SUMNER — Proposed Subdivision Ordinance amendments will ensure all developments are built to town specifications and completed, Planning Board members said Tuesday.

“We want it done right and we want it finished,” Planning Board Chairman Andy Wickson said of a future subdivision development that will be affected if the changes are approved by annual town meeting voters next month.

The Planning Board will ask voters to approve amendments that range from a performance bond requirement to ensuring the application process is compliant with state regulations.

It also requires that a subdivision be finished — including sidewalks and roads — before any units are sold.

“It’s more user-friendly,” Wickson told board members, Selectwoman Mary Ann Haxton and a few residents who showed up for the more than hour-long public hearing.

For months, the board and others have been reviewing the town’s Subdivision Ordinance that was adopted in 1988 and amended in 1993.

The revisions are based, in large part, on the town of Hebron’s subdivision ordinance. Like Hebron, Sumner does not have zoning. Hebron adopted a revised ordinance that was approved by the state.

Much of the public hearing conversation revolved around suggested revisions from resident Jeff Pfeifer. Suggestions involved clarification of a few definitions plus legal and safety issues, including a requirement that egresses and exits at large subdivisions be designed to ensure emergency vehicles can access the property quickly.

Pfeifer said the requirement would keep a sole access road from becoming blocked in an emergency.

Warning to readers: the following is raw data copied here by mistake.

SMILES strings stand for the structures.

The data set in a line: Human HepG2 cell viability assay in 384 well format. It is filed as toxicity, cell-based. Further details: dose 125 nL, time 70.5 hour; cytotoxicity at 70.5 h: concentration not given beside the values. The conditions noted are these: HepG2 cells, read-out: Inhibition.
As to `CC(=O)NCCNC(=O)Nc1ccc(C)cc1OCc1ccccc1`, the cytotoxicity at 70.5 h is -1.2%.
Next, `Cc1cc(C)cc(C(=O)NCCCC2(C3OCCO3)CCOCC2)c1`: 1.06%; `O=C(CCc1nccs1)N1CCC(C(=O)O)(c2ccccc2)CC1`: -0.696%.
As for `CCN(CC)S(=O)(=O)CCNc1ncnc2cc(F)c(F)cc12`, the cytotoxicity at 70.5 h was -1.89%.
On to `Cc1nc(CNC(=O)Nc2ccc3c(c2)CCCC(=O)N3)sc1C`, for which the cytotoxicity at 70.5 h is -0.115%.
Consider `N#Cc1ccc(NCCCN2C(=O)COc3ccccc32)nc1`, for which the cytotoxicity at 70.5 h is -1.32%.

“One exit could endanger lives,” he said.

While Planning Board members agreed that everyone wants to ensure residents’ safety, some concern was expressed about requiring the expensive mandate on smaller subdivisions, such as a two-lot family property.

Member Ed Hinshaw said the ordinance has flexibility to waive certain requirements that are meant for larger subdivisions.

Pfeifer also asked the town to hire a licensed Maine engineer as an inspector to ensure developers are meeting construction standards, soil and conservation issues, road capacity and other issues.

While they agree that the construction must be done to town standards, a few board members, including Wickson, believed developers of large-scale subdivisions would hire their own engineer to protect their multimillion dollar development.

Haxton was also present to ensure that concerns officials mentioned at previous review meetings were addressed in the revised document.

“They did a thorough and comprehensive job,” Pfeifer said after the meeting.

The board will meet on Tuesday, Aug. 11, to finalize the ordinance for town meeting action.

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